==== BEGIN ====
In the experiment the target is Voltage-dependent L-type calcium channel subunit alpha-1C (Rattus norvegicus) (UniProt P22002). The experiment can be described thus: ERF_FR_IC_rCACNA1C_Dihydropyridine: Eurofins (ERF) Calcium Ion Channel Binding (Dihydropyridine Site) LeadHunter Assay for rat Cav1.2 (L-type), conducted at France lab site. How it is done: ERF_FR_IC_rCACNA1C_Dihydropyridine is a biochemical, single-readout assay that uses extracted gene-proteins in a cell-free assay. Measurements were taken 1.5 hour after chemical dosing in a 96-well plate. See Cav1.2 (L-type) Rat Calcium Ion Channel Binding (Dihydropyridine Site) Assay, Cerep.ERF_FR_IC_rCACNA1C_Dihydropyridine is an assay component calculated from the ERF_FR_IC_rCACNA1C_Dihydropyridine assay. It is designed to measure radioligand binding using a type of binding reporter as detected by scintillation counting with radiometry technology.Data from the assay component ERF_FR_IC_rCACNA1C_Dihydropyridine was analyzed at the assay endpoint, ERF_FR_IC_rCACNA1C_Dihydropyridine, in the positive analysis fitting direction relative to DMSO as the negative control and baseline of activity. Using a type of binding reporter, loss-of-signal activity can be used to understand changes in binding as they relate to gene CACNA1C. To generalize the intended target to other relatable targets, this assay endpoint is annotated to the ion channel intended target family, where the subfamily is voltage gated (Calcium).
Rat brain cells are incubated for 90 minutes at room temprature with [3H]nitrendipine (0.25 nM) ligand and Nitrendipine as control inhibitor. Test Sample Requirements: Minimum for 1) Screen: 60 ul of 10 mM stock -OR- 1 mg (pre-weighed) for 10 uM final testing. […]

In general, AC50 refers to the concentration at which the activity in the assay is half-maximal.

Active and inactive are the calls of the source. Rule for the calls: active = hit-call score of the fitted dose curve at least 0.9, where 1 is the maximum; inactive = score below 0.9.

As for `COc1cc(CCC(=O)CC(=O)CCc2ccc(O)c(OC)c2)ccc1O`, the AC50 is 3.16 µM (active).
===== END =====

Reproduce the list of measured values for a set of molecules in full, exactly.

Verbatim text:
In the experiment the target is Voltage-dependent L-type calcium channel subunit alpha-1C (Rattus norvegicus) (UniProt P22002). The experiment can be described thus: ERF_FR_IC_rCACNA1C_Dihydropyridine: Eurofins (ERF) Calcium Ion Channel Binding (Dihydropyridine Site) LeadHunter Assay for rat Cav1.2 (L-type), conducted at France lab site. How it is done: ERF_FR_IC_rCACNA1C_Dihydropyridine is a biochemical, single-readout assay that uses extracted gene-proteins in a cell-free assay. Measurements were taken 1.5 hour after chemical dosing in a 96-well plate. See Cav1.2 (L-type) Rat Calcium Ion Channel Binding (Dihydropyridine Site) Assay, Cerep.ERF_FR_IC_rCACNA1C_Dihydropyridine is an assay component calculated from the ERF_FR_IC_rCACNA1C_Dihydropyridine assay. It is designed to measure radioligand binding using a type of binding reporter as detected by scintillation counting with radiometry technology.Data from the assay component ERF_FR_IC_rCACNA1C_Dihydropyridine was analyzed at the assay endpoint, ERF_FR_IC_rCACNA1C_Dihydropyridine, in the positive analysis fitting direction relative to DMSO as the negative control and baseline of activity. Using a type of binding reporter, loss-of-signal activity can be used to understand changes in binding as they relate to gene CACNA1C. To generalize the intended target to other relatable targets, this assay endpoint is annotated to the ion channel intended target family, where the subfamily is voltage gated (Calcium).
Rat brain cells are incubated for 90 minutes at room temprature with [3H]nitrendipine (0.25 nM) ligand and Nitrendipine as control inhibitor. Test Sample Requirements: Minimum for 1) Screen: 60 ul of 10 mM stock -OR- 1 mg (pre-weighed) for 10 uM final testing. […]

In general, AC50 refers to the concentration at which the activity in the assay is half-maximal.

Active and inactive are the calls of the source. Rule for the calls: active = hit-call score of the fitted dose curve at least 0.9, where 1 is the maximum; inactive = score below 0.9.

As for `COc1cc(CCC(=O)CC(=O)CCc2ccc(O)c(OC)c2)ccc1O`, the AC50 is 3.16 µM (active).